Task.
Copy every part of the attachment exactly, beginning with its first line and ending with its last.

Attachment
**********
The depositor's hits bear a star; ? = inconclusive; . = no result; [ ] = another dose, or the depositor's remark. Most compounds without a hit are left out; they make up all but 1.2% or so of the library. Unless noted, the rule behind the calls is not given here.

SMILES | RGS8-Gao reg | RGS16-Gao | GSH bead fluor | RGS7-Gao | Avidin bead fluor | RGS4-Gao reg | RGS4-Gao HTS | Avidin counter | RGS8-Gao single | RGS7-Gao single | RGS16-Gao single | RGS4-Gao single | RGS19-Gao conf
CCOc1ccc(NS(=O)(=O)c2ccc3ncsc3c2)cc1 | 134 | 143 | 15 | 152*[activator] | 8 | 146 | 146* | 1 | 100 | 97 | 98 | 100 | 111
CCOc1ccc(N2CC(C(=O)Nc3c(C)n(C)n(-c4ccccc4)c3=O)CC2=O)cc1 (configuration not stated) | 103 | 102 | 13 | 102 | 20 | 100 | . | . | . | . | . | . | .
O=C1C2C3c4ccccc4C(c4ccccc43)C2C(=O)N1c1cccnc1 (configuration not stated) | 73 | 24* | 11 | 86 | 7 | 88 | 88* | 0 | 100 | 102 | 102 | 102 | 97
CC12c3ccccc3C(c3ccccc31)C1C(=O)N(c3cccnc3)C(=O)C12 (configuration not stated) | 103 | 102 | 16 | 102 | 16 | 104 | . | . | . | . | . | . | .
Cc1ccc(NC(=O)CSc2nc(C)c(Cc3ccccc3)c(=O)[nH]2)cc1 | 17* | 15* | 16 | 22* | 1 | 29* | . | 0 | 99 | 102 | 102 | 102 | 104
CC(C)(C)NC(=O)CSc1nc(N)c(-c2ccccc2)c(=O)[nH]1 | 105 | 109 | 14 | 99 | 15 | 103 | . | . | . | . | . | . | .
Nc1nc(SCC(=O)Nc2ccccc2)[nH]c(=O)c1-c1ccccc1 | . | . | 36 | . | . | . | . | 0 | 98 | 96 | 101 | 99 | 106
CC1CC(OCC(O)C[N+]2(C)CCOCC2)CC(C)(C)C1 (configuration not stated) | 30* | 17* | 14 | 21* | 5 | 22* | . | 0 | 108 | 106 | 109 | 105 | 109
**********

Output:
The depositor's hits bear a star; ? = inconclusive; . = no result; [ ] = another dose, or the depositor's remark. Most compounds without a hit are left out; they make up all but 1.2% or so of the library. Unless noted, the rule behind the calls is not given here.

SMILES | RGS8-Gao reg | RGS16-Gao | GSH bead fluor | RGS7-Gao | Avidin bead fluor | RGS4-Gao reg | RGS4-Gao HTS | Avidin counter | RGS8-Gao single | RGS7-Gao single | RGS16-Gao single | RGS4-Gao single | RGS19-Gao conf
CCOc1ccc(NS(=O)(=O)c2ccc3ncsc3c2)cc1 | 134 | 143 | 15 | 152*[activator] | 8 | 146 | 146* | 1 | 100 | 97 | 98 | 100 | 111
CCOc1ccc(N2CC(C(=O)Nc3c(C)n(C)n(-c4ccccc4)c3=O)CC2=O)cc1 (configuration not stated) | 103 | 102 | 13 | 102 | 20 | 100 | . | . | . | . | . | . | .
O=C1C2C3c4ccccc4C(c4ccccc43)C2C(=O)N1c1cccnc1 (configuration not stated) | 73 | 24* | 11 | 86 | 7 | 88 | 88* | 0 | 100 | 102 | 102 | 102 | 97
CC12c3ccccc3C(c3ccccc31)C1C(=O)N(c3cccnc3)C(=O)C12 (configuration not stated) | 103 | 102 | 16 | 102 | 16 | 104 | . | . | . | . | . | . | .
Cc1ccc(NC(=O)CSc2nc(C)c(Cc3ccccc3)c(=O)[nH]2)cc1 | 17* | 15* | 16 | 22* | 1 | 29* | . | 0 | 99 | 102 | 102 | 102 | 104
CC(C)(C)NC(=O)CSc1nc(N)c(-c2ccccc2)c(=O)[nH]1 | 105 | 109 | 14 | 99 | 15 | 103 | . | . | . | . | . | . | .
Nc1nc(SCC(=O)Nc2ccccc2)[nH]c(=O)c1-c1ccccc1 | . | . | 36 | . | . | . | . | 0 | 98 | 96 | 101 | 99 | 106
CC1CC(OCC(O)C[N+]2(C)CCOCC2)CC(C)(C)C1 (configuration not stated) | 30* | 17* | 14 | 21* | 5 | 22* | . | 0 | 108 | 106 | 109 | 105 | 109